# F (f inverse (5)) = undefined?

1. Feb 5, 2005

### ktpr2

let f(x) = 3+x^2+tan(pi x/2), where -1 < x < 1

-> find f(f_inverse(5))

The teacher says f(f_inverse(5)) = 5

but I think f(f_inverse(5)) = undefined

I don't think the teacher considered the domain of f. You can't get 5 from -1 < x < 1, so who's wrong?

2. Feb 5, 2005

### Hurkyl

Staff Emeritus
What's the domain of f^-1?

3. Feb 5, 2005

### ktpr2

the domain of f^-1 is the range of f, which doesn't include 5 (when I graphed it)

Is there a way i can prove that f doesn't include 5 or can i just say something like 5 is not a member of the range of f?

4. Feb 5, 2005

### learningphysics

What is the domain and range of f?

What is the domain and range of f_inverse?

If f has an inverse and a is in the range of f... then f(f_inverse(a))=a by the very definition of the inverse.

Last edited: Feb 5, 2005
5. Feb 5, 2005

### ktpr2

That's my point; a = 5, and with a domain of -1<x<1 for f, a is NOT in the range of f, so f(f_inverse(a)) must be undefined, right?

6. Feb 5, 2005

### learningphysics

You made a mistake somewhere. 5 should be in the range of f.

7. Feb 5, 2005

### Hurkyl

Staff Emeritus
What's the range of tan (pi x/2) for -1 < x < 1?

8. Feb 5, 2005

### dextercioby

Yes,trust me,5 is definitely in the range of "f".I would go as far as telling you that the range of "f" is the entire R.

Can u see why??

Daniel.

9. Feb 5, 2005

### ktpr2

EDIT- remember the domain was restricted to (-1 < x < 1); if you stick the equation in a TI-8X you'll see that 5 is not in the range of f.

Okay I think can "prove" this. Be gentle cause I'm just taking calculus:

For all one to one functions we have,

a) f^-1(y) = x <-> f(x) = y;
and
b) f(x1) cannot equal f(x2), whenever x1 does not equal x2.

so,
f(x) = 5 when x = +/- 1.40056553...

But x is not a member of (-1 < x < 1)
(I can stop here)
and
f(-x) = f(x), so when f(x) = 5, f(x) is not a one to one function by (b). Thus, f(f^-1(5)) is undefined.

10. Feb 5, 2005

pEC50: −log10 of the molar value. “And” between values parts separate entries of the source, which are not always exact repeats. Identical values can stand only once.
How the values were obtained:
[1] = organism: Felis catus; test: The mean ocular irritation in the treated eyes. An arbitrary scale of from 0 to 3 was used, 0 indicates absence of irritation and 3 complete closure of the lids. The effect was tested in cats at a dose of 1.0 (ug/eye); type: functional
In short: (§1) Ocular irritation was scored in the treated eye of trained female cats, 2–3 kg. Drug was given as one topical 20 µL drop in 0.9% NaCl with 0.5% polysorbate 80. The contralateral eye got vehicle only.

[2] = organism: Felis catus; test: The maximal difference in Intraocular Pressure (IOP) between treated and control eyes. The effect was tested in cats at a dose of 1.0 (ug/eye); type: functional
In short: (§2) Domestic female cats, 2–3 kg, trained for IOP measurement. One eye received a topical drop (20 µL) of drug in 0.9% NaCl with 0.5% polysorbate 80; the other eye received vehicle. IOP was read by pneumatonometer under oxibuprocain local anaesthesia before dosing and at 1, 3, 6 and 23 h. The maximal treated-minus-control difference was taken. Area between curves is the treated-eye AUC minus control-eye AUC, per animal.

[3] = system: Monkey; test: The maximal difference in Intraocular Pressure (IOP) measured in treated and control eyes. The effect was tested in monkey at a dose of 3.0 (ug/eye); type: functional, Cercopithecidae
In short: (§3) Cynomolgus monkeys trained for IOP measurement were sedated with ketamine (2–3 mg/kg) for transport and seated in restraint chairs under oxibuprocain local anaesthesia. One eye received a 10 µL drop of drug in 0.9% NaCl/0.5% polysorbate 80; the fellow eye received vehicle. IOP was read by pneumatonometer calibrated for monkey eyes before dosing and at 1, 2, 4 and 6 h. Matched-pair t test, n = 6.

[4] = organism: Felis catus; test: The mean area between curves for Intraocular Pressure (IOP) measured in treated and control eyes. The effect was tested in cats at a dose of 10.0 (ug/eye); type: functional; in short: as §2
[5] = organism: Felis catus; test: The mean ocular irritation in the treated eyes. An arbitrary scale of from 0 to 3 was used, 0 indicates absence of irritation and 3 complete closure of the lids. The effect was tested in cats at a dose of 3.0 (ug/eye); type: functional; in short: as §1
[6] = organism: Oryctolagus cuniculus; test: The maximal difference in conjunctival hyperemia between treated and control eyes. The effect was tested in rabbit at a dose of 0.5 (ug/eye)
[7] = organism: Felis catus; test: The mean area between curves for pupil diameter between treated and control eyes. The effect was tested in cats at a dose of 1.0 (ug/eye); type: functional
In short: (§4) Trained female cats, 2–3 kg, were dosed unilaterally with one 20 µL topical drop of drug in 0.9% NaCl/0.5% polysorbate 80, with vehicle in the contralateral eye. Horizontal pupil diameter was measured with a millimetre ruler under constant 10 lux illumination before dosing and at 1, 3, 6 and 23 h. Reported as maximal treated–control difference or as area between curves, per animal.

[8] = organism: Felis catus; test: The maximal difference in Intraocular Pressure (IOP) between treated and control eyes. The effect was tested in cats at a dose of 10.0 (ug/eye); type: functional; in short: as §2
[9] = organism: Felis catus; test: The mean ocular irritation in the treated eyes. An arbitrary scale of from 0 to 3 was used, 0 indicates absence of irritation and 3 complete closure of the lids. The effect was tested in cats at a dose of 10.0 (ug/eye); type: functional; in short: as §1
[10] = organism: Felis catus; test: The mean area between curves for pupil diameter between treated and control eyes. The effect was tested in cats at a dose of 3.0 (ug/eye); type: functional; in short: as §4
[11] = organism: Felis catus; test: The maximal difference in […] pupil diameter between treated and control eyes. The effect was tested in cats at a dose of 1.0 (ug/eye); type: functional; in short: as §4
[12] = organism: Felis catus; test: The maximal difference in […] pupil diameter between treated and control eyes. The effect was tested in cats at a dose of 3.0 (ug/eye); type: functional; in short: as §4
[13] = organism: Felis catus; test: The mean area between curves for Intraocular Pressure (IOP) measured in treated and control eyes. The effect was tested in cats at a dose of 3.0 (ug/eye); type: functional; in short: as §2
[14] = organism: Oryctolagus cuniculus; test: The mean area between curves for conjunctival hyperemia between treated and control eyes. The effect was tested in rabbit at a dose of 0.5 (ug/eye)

### Hurkyl

Staff Emeritus

11. Feb 5, 2005

### dextercioby

Take the calculator & compute the alue for x=0.999.

Daniel.

12. Feb 5, 2005

### ktpr2

I guess what I'm trying to say is that given the domain of -1 < x < 1, no one can give me a number that will make 3+x^2+tan(pi x/2) = 5. If I'm wrong, then please share that number.

I understand that tan has R for its range, but there are other components to the function, and with the restriction of the domain, you can't get the function to equal 5.

13. Feb 5, 2005

### Hurkyl

Staff Emeritus
So tell me, if the range of tan is all of R... how can adding a small value (how big can 3 + x^2 be?) keep f from reaching 5?

14. Feb 5, 2005

### dextercioby

Okay,Hurkyl,i'll leave it up to you...

Daniel.

15. Feb 5, 2005

### ktpr2

This is funny because I'm seeing both sides of the picture here. But...

While the range of tan may be R, the range of tan under a -1<x<1 is limited; it sure isn't R. If you look at this pretty picture here http://www.ping.be/~ping1339/tan.gif [Broken] you'll see that tan doesn't hit 5 until after 1 (or -1).

If I'm wrong then please give me a number that's w/in the domain that will make the function equal five. That's all I ask, a simple request.

Last edited by a moderator: May 1, 2017
16. Feb 5, 2005

### Hurkyl

Staff Emeritus
Yes, there is something funny going on...

You drew the graph of tan x, and saw that it reached 5 sometime after 1... but what about tan (pi x/2)?

17. Feb 5, 2005

### ktpr2

The number is 0.6421... I must have graphed it wrong. My apologies.

Wow I see what went wrong; I graphed the function in degree mode, not radians, which is why i got a "bad" graph

Last edited: Feb 5, 2005
18. Feb 5, 2005

### Hurkyl

Staff Emeritus
That's the answer I got. I hypothesized your calculator was in degree mode.

Anyways, I hope you see the importance of not relying entirely on your calculator! You should usually try doing some analysis of a problem without it.

19. Feb 5, 2005

### ktpr2

yeah im supposed to do math with my head, not my calculator. Live and learn I guess; the trig func should've tipped me off. Thanks all who contributed